Topic: Software Development
The future is at hand in this lecture by Mark Callaghan, the leader of Facebook's MySQL engineering team. He discusses MySQL, the host company of the conference, and considers future trends, forks, and ideas.
Sam Lightstone, author of the the book, Making it Big in Software, discusses the process of moving up from initial education through eventual job success. He talks about the importance of the mentoring process for apprentice software engineers, as well as how crucial innovation is to success.
Adam Denton discusses his participation in the Race Across America, one of the most respected and longest running annual endurance events holding legendary stature the world over. Riding as part of the Sharp4Prostate team, Adam will use a number of technologies to assist in the race. He talks with Phil about both the physical preparation as well as the likely use of GPS, the web, and social media to assist.
Caterina Fake, co-founder of Flickr, tells us why she thinks that a climate of economic gloom such as the current one is the best time to start your own business, why simplifying a design and taking things away from it adds more power, and what her most recent New York based Web 2.0 venture, named Hunch, is all about.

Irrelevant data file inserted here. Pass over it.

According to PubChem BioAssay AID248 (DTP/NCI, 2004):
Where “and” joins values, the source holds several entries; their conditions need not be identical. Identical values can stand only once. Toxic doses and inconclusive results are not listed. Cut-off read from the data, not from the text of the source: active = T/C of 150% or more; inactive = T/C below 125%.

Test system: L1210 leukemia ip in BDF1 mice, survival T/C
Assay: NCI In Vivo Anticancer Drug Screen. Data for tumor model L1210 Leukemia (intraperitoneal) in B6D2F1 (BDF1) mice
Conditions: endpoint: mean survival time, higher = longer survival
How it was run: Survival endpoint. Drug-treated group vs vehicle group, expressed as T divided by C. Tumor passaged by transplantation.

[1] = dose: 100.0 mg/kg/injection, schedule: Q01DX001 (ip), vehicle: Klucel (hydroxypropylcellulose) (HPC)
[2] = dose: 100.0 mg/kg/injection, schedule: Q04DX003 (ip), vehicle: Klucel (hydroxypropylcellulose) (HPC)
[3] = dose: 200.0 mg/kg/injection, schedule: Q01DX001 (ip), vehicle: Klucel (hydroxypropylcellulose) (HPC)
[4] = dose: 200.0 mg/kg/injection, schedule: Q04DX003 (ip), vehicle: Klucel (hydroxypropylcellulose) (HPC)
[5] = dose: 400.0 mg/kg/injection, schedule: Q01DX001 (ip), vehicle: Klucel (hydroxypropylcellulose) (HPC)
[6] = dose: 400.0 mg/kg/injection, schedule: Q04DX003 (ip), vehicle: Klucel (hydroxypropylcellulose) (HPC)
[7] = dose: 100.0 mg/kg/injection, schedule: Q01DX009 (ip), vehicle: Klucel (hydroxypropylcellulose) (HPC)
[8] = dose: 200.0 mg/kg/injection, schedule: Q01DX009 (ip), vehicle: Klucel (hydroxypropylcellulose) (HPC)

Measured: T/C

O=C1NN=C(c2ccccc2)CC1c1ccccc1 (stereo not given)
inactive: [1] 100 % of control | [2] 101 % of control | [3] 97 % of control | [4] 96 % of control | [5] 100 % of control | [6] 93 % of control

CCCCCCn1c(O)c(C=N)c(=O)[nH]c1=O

Clay Johnson, Director of Sunlight Labs, reviews several entries from the 'Apps for America II' development contest which make exclusive use of the Data.gov knowledgebase.
Social networking expert Jesse Stay joins Phil and Scott to discuss recent changes and issues with Facebook and other networking sites. In addition to reviewing recent Facebook announcements, he also talks about data retrieval, as well as related privacy issues. He also assesses how political candidates are using social networking, as well as the current relevance of Twitter.
Joel and Jeff sit down with our new community coordinator, Robert Cartaino, to discuss the future of Stack Overflow and Stack Exchange 2.0.
Kevlin Henney, editor/author of 97 Things Every Programmer Should Know, discusses the book and the programming process. He talks about how he compiled the essays for the book and lists some of the items he found most surprising and thought provoking. He also assesses the issues related to programmer training, including some of the things not taught in school.
Herbert Van de Sompel is a digital librarian who wonders why the web has no memory, and wants to do something about that. In this conversation he tells host Jon Udell about the Memento project, a proposed protocol that browsers can use to scroll through historical versions of web resources.